We could see the USL Championship 2020 season resume and the USL League One schedule launch in July, with the possible elimination of the annual U.S. Open Cup competition.
Pro soccer in the United States has been hit hard by the coronavirus pandemic, with the MLS, USL Championship and USL League One seasons delayed and a moratorium on player training extended across the industry. While other sports have looked at launching play or staging playoffs in empty ballparks and arenas, that’s not a good option for MLS and unrealistic for USL Championship and USL League One: the pro soccer still relies heavily on gate revenues for survival. So right now the tentative plan is resume play sometime in July and possibly extend the season. Whether this will work or not is a matter of debate: California Gov. Gavin Newsom and Los Angeles Mayor Eric Garcetti say a ban on gatherings will last at least through the summer, with Garcetti expecting a ban throughout the rest of 2020. The potential of a similar ban has been floated for New York City. So a July opening may be overly optimistic.
Even if play were to begin in July, it will be a tough task for the U.S. Open Cup competition to be held. First held in 1913, the U.S. Open Cup competition encompasses the top levels of soccer and represents the tradition of soccer in the United States. The U.S. Open Cup competition was slated to begin in March, but it’s on hold, and given the logistics, it’s highly unlikely to be held this year–when play does start, the remaining leagues are unlikely to give up any open date for U.S. Open competition. From Sports Illustrated:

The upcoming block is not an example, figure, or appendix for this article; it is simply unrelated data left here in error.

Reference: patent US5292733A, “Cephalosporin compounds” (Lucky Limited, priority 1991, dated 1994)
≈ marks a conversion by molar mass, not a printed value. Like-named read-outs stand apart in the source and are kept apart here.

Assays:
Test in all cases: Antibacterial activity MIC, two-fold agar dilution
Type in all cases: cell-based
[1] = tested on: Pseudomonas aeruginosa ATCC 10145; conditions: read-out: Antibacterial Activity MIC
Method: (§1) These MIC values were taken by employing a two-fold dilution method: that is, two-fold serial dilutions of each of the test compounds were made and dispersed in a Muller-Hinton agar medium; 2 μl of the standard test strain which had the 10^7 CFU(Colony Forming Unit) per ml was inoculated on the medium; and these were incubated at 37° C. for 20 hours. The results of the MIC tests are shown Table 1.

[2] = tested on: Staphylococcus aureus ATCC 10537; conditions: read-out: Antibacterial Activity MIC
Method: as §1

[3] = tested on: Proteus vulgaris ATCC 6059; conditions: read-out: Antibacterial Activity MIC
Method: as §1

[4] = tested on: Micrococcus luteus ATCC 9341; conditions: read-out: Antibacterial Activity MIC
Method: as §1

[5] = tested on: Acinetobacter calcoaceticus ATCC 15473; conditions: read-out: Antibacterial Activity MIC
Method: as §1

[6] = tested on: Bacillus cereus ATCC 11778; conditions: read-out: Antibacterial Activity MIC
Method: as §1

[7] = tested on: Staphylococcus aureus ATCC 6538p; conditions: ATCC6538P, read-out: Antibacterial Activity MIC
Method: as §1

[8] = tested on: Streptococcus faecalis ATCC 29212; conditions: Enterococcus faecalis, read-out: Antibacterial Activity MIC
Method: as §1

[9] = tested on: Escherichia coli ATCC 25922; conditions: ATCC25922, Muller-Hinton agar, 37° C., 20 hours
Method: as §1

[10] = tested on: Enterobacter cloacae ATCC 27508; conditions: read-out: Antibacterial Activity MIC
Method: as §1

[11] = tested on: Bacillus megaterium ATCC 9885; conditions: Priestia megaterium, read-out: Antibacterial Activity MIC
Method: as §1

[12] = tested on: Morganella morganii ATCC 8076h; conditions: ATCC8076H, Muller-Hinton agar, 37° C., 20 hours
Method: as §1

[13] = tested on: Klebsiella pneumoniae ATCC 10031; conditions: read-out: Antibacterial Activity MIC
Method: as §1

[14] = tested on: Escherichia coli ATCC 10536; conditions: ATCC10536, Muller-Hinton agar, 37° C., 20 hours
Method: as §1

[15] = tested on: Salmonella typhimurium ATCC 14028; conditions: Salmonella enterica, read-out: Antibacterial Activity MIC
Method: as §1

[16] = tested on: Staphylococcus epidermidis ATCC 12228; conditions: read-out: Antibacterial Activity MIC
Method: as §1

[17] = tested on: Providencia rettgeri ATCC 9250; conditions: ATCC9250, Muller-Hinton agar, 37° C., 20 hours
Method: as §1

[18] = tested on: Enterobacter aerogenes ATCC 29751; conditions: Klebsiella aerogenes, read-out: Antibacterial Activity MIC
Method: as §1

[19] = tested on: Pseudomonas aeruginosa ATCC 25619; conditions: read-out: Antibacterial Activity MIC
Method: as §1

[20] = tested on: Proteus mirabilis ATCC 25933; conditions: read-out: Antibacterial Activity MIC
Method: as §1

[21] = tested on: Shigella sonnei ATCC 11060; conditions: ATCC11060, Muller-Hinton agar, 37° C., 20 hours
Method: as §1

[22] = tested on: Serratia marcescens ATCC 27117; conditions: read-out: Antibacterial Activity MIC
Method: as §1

This week, USL president Jake Edwards told Sports Illustrated that his organization, which governs three leagues, doesn’t expect to participate in this season’s tournament. He didn’t rule it out entirely, but was clear that for the USL Championship (second-tier pro), League One (third-tier pro) and League Two (amateur), saving as much of the 2020 regular season as possible had to be the priority. There are 42 USL teams entered in the Open Cup.
“The compression of the schedule when we return to play this year is going to be significant, and that presents huge challenges for our league. And our league, as we’ve said, is match-day revenue dependent,” Edwards explained. “We need to focus on the league matches, the regular season and postseason, as the priority for the health and long-term well-being of our clubs.”
Photo courtesy San Diego Loyal.
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